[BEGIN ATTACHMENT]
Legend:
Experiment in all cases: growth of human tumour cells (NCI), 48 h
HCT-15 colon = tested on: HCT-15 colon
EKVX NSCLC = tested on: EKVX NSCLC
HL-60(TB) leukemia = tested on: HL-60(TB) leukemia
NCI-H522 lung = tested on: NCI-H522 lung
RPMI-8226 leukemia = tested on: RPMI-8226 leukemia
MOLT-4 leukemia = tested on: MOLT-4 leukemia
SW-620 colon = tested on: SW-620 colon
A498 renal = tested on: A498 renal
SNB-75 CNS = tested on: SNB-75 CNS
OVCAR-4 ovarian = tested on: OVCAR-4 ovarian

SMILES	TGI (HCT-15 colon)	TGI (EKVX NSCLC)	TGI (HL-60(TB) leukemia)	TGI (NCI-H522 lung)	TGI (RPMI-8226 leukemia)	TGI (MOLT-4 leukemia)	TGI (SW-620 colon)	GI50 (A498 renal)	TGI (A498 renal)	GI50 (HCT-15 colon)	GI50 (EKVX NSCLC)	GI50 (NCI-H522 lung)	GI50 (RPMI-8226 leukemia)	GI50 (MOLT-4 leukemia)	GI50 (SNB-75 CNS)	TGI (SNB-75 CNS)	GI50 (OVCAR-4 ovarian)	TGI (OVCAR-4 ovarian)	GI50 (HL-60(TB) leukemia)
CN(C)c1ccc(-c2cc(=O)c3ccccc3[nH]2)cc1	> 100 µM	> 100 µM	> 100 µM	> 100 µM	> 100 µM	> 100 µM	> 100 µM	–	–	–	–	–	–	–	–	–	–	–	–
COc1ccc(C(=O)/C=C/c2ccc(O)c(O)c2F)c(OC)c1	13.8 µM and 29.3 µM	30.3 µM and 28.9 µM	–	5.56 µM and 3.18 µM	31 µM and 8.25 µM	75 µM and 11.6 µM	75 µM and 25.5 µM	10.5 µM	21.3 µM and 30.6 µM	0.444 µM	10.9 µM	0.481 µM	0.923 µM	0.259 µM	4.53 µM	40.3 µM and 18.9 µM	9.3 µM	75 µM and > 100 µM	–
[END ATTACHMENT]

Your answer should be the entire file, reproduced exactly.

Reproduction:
Legend:
Experiment in all cases: growth of human tumour cells (NCI), 48 h
HCT-15 colon = tested on: HCT-15 colon
EKVX NSCLC = tested on: EKVX NSCLC
HL-60(TB) leukemia = tested on: HL-60(TB) leukemia
NCI-H522 lung = tested on: NCI-H522 lung
RPMI-8226 leukemia = tested on: RPMI-8226 leukemia
MOLT-4 leukemia = tested on: MOLT-4 leukemia
SW-620 colon = tested on: SW-620 colon
A498 renal = tested on: A498 renal
SNB-75 CNS = tested on: SNB-75 CNS
OVCAR-4 ovarian = tested on: OVCAR-4 ovarian

SMILES	TGI (HCT-15 colon)	TGI (EKVX NSCLC)	TGI (HL-60(TB) leukemia)	TGI (NCI-H522 lung)	TGI (RPMI-8226 leukemia)	TGI (MOLT-4 leukemia)	TGI (SW-620 colon)	GI50 (A498 renal)	TGI (A498 renal)	GI50 (HCT-15 colon)	GI50 (EKVX NSCLC)	GI50 (NCI-H522 lung)	GI50 (RPMI-8226 leukemia)	GI50 (MOLT-4 leukemia)	GI50 (SNB-75 CNS)	TGI (SNB-75 CNS)	GI50 (OVCAR-4 ovarian)	TGI (OVCAR-4 ovarian)	GI50 (HL-60(TB) leukemia)
CN(C)c1ccc(-c2cc(=O)c3ccccc3[nH]2)cc1	> 100 µM	> 100 µM	> 100 µM	> 100 µM	> 100 µM	> 100 µM	> 100 µM	–	–	–	–	–	–	–	–	–	–	–	–
COc1ccc(C(=O)/C=C/c2ccc(O)c(O)c2F)c(OC)c1	13.8 µM and 29.3 µM	30.3 µM and 28.9 µM	–	5.56 µM and 3.18 µM	31 µM and 8.25 µM	75 µM and 11.6 µM	75 µM and 25.5 µM	10.5 µM	21.3 µM and 30.6 µM	0.444 µM	10.9 µM	0.481 µM	0.923 µM	0.259 µM	4.53 µM	40.3 µM and 18.9 µM	9.3 µM	75 µM and > 100 µM	–